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Harteau criticizes police who walked out of Lynx game

MinnPost file photo by Bill Kelley
Minneapolis police chief Janee Harteau

Minneapolis police chief Janee Harteau seemed to question the four officers’ professionalism who walked out of Saturday night’s Lynx game in a statement released Tuesday: “Although these officers were working on behalf of the Lynx, when wearing a Minneapolis Police uniform I expect all officers to adhere to our core values and to honor their oath of office. Walking off the job and defaulting on their contractual obligation to provide a service to the Lynx does not conform to the expectations held by the public for the uniform these officers wear.”

MPR’s Bob Collins asks what message the officers were sending: “The Star Tribune reports the four officers, working an off-hours gig, walked off the job at Saturday’s game. … ‘If [the players] are going to keep their stance, all officers may refuse to work there,’ police union boss Lt. Bob Kroll told reporter Randy Furst. … ‘We do not, in any way, condone violence against the men and women who serve on our police force,’ superstar Maya Moore said in a statement. ‘Senseless violence and retaliation will not bring us peace’ … Question: When police walk out over such a sentiment, what is their message?”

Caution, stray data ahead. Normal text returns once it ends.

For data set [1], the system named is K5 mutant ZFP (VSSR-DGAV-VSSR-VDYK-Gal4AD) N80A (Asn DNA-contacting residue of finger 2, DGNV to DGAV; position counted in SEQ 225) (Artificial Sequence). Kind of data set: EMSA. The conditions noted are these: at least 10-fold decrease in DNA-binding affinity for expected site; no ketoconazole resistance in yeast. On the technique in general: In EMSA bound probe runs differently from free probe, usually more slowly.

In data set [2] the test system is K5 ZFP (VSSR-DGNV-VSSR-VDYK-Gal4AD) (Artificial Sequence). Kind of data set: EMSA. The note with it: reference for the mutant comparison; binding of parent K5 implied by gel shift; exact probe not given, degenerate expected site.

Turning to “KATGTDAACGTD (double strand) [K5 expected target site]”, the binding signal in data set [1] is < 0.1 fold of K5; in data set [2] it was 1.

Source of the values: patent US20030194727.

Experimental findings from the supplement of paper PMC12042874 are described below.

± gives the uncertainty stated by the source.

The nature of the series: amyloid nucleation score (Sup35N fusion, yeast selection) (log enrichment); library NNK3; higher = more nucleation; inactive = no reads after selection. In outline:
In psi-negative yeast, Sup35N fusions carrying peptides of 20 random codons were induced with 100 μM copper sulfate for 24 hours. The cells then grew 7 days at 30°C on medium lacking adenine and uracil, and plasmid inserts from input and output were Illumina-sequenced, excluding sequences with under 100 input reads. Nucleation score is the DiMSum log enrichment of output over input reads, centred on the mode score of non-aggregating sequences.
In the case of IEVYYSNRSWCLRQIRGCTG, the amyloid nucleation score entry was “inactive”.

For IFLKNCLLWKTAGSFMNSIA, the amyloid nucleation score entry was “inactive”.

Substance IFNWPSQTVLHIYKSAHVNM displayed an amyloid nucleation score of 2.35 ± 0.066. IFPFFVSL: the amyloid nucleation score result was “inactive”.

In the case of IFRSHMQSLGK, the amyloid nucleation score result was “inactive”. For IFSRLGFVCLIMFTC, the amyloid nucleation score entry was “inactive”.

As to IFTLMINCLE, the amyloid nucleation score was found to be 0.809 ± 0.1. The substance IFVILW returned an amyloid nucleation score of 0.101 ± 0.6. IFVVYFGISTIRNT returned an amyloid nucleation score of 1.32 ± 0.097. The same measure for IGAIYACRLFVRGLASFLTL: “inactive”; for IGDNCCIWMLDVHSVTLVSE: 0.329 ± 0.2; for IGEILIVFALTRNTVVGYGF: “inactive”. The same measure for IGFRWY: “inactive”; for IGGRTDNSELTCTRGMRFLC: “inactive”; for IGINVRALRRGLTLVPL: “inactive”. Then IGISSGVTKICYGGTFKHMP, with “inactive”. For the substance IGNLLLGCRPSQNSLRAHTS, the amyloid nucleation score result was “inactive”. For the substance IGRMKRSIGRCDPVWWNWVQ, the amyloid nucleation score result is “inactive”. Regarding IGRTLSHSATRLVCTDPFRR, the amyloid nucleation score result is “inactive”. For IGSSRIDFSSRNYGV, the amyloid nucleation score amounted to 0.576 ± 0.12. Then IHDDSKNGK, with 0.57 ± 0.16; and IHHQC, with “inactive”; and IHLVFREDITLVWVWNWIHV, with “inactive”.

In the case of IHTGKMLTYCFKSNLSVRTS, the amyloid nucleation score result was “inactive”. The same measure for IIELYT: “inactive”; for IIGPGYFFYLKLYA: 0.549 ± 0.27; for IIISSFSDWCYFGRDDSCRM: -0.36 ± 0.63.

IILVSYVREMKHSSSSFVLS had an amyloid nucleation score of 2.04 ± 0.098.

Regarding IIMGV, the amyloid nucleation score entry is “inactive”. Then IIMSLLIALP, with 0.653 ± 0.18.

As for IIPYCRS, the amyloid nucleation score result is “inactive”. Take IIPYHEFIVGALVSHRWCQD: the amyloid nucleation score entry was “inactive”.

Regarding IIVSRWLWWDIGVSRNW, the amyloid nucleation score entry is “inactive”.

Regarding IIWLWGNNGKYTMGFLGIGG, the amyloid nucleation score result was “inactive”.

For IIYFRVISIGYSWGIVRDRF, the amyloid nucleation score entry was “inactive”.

There are a lot of big questions raised by the Philando Castile case, but this is surely an important one. The Marshall Projects Robin Washington writes: “Fred Friedman, the retired chief public defender for Northeast Minnesota, called it unusual to be stopped so many times with no serious charges. ‘It’s a big deal to get stopped 52 times. You can’t find somebody who’s been stopped 52 times and doesn’t have any felony convictions or drunk driving. That’s highly unusual,’ he said. ‘Why was his license revoked? Was it just this insurance nonsense?’ he continued, noting there’s little chance that officers would know of Castile’s troubles with the Department of Motor Vehicles just by seeing him driving along. ‘Here’s the heart of it: Why did he keep getting stopped?’

President Obama called Philando Castile’s mother: 

Judge Glenda Hatchett will represent Castile’s family in upcoming legal battles. [The Uptake]

Have you had your home tested for radon? MPR’s Mark Zdechlik writes: “The Minnesota Department of Health is promoting a new interactive statewide map of radon levels to encourage residents to test for the carcinogenic gas. … The department said about two in five homes have dangerously high radon levels. Dan Tranter, supervisor of the Health Department's radon program, said he hopes the new map will spur people to test for the gas, which is the No. 2 cause of lung cancer.”

In other news…

Still pretty flooded up north: “Floodwaters causing numerous road closures in the Northland” [Duluth News Tribune]

And Minnesota not too shabby at #4: “Colorado rises high to No. 3 in Top States for Business” [CNBC]

Surely, they’ll iron out their differences: “Both sides steeled for Twin Metals hearings” [Duluth News Tribune]

The big business of youth sports: “Software company Sport Ngin sold to NBC Sports” [Minneapolis/St. Paul Business Journal]